The ACT-Apple link is well-known and even the UK Intellectual Property Office has recently acknowledged it in a reply to FOSS Patents. A European Parliament vice president who was arrested this month over corruption charges served on the boards of astroturfing operations that collaborated with ACT and another Apple-funded group, CCIA.

Apple even used ACT to commission a paper by Charles River Associates. And they met with members of EU antitrust and digital policy chief Margrethe Vestager's cabinet, opposing an initiative that can contribute to the fight against climate change.

Given that it looks like the Open App Markets Act (OAMA) may not be passed into law by U.S. Congress during the impending end of the current legislative term, the problem is that Apple's tactics tend to work. Apple stops at nothing to get its way. But the more of this type of conduct gets exposed, the more setbacks Apple will suffer in the legislative arena and in litigation.

Thursday, December 15, 2022

Advocate General Rantos issues opinion in Super League ECJ case, deems soccer bodies' rules compatible with EU competition law

The European Court of Justice has just issued a press release (PDF) on the Advocate General's opinion in the European Superleague Company case (case no. C-333/21). It is the highest-profile antitrust case pending before Europe's top court by some measure. For instance, more than 20 EU and European Economic Area member states intervened at the July hearing in support of the European Sports Model that UEFA (the European soccer federation) and FIFA (the world soccer body that is organizing the ongoing World Cup) are defending--more than in any other case in the Court's history.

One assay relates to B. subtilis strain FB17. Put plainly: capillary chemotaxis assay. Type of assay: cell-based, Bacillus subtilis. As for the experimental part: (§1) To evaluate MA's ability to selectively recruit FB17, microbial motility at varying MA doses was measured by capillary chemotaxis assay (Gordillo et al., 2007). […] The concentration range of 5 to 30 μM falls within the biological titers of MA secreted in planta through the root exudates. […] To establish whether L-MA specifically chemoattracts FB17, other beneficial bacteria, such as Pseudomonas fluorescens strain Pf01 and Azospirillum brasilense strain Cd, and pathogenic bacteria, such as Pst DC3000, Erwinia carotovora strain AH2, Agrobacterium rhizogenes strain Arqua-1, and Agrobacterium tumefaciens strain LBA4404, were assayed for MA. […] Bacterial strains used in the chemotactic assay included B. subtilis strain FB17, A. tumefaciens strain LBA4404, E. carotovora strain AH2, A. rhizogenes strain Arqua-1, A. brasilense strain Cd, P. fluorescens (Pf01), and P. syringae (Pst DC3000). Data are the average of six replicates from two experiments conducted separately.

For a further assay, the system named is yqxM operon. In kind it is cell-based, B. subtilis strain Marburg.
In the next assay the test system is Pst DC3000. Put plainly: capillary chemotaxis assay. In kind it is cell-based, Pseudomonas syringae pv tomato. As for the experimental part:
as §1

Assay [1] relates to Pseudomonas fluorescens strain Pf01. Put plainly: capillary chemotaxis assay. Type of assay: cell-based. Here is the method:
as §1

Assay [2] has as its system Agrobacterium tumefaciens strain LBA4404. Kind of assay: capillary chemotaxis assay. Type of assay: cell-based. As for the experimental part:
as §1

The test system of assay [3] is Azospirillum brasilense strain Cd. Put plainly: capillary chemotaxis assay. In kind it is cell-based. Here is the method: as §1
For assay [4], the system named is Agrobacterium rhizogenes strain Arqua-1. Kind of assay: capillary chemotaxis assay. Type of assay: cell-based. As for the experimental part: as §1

The so-called European Super League is--or was--an attempt to form a European-level breakaway league. It fell apart within about 48 hours of its botched launch in April 2021 due to resistance by fans, but three clubs--Real Madrid (a client of mine more than 15 years back), FC Barcelona, and Juventus FC--are still pursuing their vision. They obtained a preliminary injunction in Spain against sanctions that UEFA and/or FIFA might impose on clubs or players participating in their envisioned breakaway league, which was lifted a few months later. Within days of the complaint, and prior to counsel for any party other than the plaintiff side having entered an appearance, a Spanish trade judge referred the matter to the European Court of Justice in the form of a preliminary reference (i.e., asking the top EU court for guidance on how to interpret EU competition law in this context).

The European Commission supported the traditional European Sports Model against this legal attack through its written observations and various official statements, including a public statement after the renewal of a cooperation agremeent that an MEP close to one of the Super League clubs wrongly criticized.

At the July hearing, Advocate General Athanasios Rantos' first question to the breakaway side (represented by Clifford Chance and a sports-specialized lawyer) was why they claimed to be able to do a much better job at running a soccer competition but at the same time insisted on access to domestic leagues (such as Spain's La Liga) run by the existing pyramid of sports bodies. Clifford Chance made an essential facility type of argument, which came down to cherrypicking and failed to convince.